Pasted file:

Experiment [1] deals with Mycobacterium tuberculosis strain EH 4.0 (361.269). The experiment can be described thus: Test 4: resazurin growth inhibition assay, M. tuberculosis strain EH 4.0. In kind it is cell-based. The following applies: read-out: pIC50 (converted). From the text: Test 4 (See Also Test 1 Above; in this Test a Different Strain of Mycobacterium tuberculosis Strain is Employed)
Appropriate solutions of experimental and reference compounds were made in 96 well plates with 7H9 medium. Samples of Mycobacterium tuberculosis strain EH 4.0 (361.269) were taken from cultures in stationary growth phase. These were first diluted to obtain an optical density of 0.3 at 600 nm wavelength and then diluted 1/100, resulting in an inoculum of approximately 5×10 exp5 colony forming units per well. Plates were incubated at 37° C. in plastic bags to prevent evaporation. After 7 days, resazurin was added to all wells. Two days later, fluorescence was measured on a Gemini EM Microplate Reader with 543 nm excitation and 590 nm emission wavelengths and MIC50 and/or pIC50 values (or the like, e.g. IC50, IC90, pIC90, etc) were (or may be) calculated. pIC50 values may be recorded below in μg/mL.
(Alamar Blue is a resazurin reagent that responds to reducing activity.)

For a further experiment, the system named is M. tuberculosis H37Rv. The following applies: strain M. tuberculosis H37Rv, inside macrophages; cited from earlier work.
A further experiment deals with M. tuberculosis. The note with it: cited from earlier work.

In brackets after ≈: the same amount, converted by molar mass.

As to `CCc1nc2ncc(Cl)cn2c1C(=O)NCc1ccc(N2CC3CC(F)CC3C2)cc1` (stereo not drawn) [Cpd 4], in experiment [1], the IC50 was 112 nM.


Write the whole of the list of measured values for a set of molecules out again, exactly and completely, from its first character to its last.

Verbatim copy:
Experiment [1] deals with Mycobacterium tuberculosis strain EH 4.0 (361.269). The experiment can be described thus: Test 4: resazurin growth inhibition assay, M. tuberculosis strain EH 4.0. In kind it is cell-based. The following applies: read-out: pIC50 (converted). From the text: Test 4 (See Also Test 1 Above; in this Test a Different Strain of Mycobacterium tuberculosis Strain is Employed)
Appropriate solutions of experimental and reference compounds were made in 96 well plates with 7H9 medium. Samples of Mycobacterium tuberculosis strain EH 4.0 (361.269) were taken from cultures in stationary growth phase. These were first diluted to obtain an optical density of 0.3 at 600 nm wavelength and then diluted 1/100, resulting in an inoculum of approximately 5×10 exp5 colony forming units per well. Plates were incubated at 37° C. in plastic bags to prevent evaporation. After 7 days, resazurin was added to all wells. Two days later, fluorescence was measured on a Gemini EM Microplate Reader with 543 nm excitation and 590 nm emission wavelengths and MIC50 and/or pIC50 values (or the like, e.g. IC50, IC90, pIC90, etc) were (or may be) calculated. pIC50 values may be recorded below in μg/mL.
(Alamar Blue is a resazurin reagent that responds to reducing activity.)

For a further experiment, the system named is M. tuberculosis H37Rv. The following applies: strain M. tuberculosis H37Rv, inside macrophages; cited from earlier work.
A further experiment deals with M. tuberculosis. The note with it: cited from earlier work.

In brackets after ≈: the same amount, converted by molar mass.

As to `CCc1nc2ncc(Cl)cn2c1C(=O)NCc1ccc(N2CC3CC(F)CC3C2)cc1` (stereo not drawn) [Cpd 4], in experiment [1], the IC50 was 112 nM.